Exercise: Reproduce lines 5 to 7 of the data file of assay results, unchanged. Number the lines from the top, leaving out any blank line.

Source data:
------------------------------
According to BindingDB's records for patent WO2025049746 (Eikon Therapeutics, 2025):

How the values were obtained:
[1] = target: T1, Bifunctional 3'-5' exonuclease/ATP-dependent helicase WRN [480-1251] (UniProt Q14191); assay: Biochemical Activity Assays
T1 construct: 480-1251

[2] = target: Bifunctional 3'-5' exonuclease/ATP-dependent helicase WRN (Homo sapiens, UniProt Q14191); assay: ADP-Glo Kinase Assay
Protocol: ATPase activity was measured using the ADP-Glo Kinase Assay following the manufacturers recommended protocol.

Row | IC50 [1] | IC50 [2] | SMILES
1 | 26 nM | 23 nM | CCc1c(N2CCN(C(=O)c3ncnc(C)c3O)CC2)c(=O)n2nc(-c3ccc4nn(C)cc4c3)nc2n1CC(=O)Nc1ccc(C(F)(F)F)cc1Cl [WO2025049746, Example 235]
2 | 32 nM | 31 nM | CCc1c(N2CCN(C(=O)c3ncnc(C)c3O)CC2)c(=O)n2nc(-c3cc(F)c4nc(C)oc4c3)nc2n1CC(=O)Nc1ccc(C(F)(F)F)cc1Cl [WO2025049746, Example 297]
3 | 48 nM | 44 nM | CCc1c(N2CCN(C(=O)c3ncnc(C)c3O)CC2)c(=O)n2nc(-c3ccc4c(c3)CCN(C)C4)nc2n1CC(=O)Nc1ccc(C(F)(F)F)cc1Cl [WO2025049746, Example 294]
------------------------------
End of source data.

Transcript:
[2] = target: Bifunctional 3'-5' exonuclease/ATP-dependent helicase WRN (Homo sapiens, UniProt Q14191); assay: ADP-Glo Kinase Assay
Protocol: ATPase activity was measured using the ADP-Glo Kinase Assay following the manufacturers recommended protocol.

Row | IC50 [1] | IC50 [2] | SMILES